December 2, 2004 | By: Ellen Brightwell

Receiving favorite food gifts creates a memorable holiday tradition, especially when the giver and receiver protect the presents.

"When sending perishable food gifts, whether homemade or mail order, it is your responsibility to be sure they are delivered and received in a timely manner," said Sandra Bastin, Extension food and nutrition specialist with the University of Kentucky College of Agriculture. "Likewise, it is the recipient's duty to make arrangements to receive packages in a timely fashion and follow proper food safety practices."

People who prepare perishable foods at home should pack them in a sturdy box with a cold source such as frozen gel packs or dry ice, being sure the dry ice does not directly touch the food. Clearly label the box with the correct, complete address. Also write "perishable" and "keep refrigerated" on the outside of the box. 

"If you package perishable foods yourself, the recipient will appreciate your including storage and preparation instructions," Bastin said.

"Always find out when the gift is expected to arrive and alert recipients of this date," she said. "Do not send perishables to businesses or other locations that may not have adequate refrigeration. It is best to send packages at the beginning of the week so they will arrive before the weekend and do not remain in the mailing facility."

Food gifts that ship well include date or fig bars, coconut squares, pound or spice cake, fruit breads or gingerbreads and hard candies such as peanut brittle and rock candy. Items that do not include layer cakes and yeast breads.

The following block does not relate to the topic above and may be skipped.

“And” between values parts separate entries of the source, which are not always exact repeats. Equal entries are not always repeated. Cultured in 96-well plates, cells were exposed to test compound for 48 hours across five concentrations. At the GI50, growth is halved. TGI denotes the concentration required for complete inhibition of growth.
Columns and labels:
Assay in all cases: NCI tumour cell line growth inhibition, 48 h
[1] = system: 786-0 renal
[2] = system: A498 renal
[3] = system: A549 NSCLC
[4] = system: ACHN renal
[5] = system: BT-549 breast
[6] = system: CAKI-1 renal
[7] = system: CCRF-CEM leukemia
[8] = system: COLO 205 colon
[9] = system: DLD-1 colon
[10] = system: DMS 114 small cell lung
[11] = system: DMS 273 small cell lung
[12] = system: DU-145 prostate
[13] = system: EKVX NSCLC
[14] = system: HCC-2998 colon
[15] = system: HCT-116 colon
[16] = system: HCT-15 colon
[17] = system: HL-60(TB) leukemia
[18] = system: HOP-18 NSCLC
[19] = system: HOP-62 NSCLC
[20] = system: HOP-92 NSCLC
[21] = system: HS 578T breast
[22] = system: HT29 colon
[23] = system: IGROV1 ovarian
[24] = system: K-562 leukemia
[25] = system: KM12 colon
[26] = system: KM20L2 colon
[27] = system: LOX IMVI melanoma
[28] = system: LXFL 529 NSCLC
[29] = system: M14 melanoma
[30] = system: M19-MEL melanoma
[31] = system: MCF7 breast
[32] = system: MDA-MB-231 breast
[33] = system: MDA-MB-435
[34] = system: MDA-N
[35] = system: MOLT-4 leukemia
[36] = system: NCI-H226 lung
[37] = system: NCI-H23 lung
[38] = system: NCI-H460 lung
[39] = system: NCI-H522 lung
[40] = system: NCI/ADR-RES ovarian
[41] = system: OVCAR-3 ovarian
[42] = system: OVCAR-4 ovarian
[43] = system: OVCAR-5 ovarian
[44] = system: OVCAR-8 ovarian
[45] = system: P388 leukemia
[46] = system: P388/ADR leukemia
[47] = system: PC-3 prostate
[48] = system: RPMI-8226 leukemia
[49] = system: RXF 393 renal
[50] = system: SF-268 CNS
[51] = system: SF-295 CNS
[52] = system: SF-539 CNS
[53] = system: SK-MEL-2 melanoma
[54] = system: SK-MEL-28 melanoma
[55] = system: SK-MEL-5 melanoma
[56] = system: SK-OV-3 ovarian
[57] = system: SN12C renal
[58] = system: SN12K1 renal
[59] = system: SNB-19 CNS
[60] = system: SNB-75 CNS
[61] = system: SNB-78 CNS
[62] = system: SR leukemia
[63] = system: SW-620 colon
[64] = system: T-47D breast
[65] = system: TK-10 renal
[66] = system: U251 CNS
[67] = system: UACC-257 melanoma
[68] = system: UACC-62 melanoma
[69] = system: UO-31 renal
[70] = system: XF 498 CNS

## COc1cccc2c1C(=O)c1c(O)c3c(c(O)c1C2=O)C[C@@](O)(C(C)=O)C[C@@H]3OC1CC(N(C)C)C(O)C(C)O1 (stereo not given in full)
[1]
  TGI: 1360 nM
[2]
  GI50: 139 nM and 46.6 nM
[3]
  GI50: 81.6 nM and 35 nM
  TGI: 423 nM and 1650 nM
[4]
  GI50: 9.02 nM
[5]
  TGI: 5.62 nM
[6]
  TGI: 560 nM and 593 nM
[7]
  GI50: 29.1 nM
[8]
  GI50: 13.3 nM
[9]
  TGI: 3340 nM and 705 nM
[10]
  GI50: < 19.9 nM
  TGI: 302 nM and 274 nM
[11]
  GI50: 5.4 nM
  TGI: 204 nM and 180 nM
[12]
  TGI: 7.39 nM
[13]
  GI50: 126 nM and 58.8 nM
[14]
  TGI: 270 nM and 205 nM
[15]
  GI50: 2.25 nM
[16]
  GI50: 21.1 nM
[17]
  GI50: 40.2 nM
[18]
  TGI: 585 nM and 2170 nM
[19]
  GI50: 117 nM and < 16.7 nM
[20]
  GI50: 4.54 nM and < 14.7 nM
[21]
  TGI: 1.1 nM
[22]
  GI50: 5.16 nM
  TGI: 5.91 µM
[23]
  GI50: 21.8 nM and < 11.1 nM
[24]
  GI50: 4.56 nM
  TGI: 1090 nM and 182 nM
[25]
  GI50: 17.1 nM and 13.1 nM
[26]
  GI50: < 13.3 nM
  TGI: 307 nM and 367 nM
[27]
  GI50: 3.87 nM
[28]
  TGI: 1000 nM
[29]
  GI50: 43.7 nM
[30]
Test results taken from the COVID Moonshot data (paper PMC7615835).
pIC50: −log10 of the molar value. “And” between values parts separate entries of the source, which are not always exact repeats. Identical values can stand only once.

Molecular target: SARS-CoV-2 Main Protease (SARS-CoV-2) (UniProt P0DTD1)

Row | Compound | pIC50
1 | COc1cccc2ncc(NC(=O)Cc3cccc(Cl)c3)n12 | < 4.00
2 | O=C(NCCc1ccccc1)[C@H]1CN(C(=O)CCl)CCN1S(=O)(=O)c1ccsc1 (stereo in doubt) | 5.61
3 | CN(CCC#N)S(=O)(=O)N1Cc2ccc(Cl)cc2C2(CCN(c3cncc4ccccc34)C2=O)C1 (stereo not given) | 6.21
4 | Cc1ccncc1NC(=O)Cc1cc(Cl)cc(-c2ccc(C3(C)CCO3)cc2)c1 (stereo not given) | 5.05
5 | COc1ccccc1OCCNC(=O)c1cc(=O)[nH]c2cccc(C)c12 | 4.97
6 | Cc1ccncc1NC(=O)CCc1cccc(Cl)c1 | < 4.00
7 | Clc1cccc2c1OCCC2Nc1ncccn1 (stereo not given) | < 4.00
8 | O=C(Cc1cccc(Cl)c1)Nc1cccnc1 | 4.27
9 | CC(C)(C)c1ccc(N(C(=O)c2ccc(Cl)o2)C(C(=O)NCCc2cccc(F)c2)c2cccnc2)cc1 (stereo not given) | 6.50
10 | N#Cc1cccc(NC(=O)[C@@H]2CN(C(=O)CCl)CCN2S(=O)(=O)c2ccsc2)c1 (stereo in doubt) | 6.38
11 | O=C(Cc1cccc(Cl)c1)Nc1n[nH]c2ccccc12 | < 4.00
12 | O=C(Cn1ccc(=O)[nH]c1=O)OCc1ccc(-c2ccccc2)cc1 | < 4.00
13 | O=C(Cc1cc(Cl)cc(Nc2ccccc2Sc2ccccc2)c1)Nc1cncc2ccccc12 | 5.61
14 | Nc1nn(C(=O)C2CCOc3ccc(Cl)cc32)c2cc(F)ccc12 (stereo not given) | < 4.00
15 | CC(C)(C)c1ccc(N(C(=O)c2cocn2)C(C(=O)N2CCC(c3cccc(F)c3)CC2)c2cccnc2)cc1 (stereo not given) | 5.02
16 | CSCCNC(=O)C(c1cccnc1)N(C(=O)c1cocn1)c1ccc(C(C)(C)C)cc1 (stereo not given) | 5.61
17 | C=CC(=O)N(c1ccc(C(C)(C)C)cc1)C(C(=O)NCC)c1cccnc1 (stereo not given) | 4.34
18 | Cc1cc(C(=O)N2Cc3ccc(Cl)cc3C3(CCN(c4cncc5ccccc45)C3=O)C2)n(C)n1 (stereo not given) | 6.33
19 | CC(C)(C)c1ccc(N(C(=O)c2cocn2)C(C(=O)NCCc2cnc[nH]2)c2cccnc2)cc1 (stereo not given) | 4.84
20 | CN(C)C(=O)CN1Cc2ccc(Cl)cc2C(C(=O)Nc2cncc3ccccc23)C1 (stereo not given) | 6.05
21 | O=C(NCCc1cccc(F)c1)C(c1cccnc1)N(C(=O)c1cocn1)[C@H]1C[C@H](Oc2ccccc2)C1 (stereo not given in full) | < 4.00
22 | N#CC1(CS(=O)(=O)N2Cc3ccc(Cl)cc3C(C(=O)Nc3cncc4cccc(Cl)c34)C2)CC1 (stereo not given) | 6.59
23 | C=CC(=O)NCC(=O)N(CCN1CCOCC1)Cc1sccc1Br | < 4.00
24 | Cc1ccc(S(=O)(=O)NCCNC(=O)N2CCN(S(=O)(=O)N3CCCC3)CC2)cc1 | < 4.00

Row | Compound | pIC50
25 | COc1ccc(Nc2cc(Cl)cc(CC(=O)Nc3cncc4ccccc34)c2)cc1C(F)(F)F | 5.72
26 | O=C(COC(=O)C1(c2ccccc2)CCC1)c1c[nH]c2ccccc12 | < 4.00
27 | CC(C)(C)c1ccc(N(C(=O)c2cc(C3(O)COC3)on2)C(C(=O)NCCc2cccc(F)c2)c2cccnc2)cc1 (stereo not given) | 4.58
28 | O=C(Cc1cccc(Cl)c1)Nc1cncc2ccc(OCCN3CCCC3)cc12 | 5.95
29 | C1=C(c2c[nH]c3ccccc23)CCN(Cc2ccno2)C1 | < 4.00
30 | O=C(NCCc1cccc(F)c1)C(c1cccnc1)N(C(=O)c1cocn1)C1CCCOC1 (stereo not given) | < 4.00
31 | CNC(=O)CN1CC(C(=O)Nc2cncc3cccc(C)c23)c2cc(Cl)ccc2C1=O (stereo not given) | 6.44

Specify an accompanying cold source and rapid delivery, preferably overnight, when sending a perishable food gift from a catalog, Internet order or other source. Be sure the gift will have storage and preparation instructions. It should be packed in foam or heavy, corrugated cardboard.

"If you've been notified to expect a perishable food gift, immediately open it, check the temperature and read the storage instructions," Bastin said. "Most perishable meat products should arrive frozen, or partially frozen with visible ice crystals or cold to touch. Cheese products should be cold to the touch. If a perishable food gift arrives warm, do not take even a very small taste to check it. While country hams are safe at room temperature, other smoked meats may not be. This is why it is important to read and follow the storage and preparation instructions. "

The county Cooperative Extension Service has more details on how to properly send and receive perishable food gifts.


Writer: Ellen Brightwell 859-257-4736 ext. 257
Source: Sandra Bastin 859-257-1812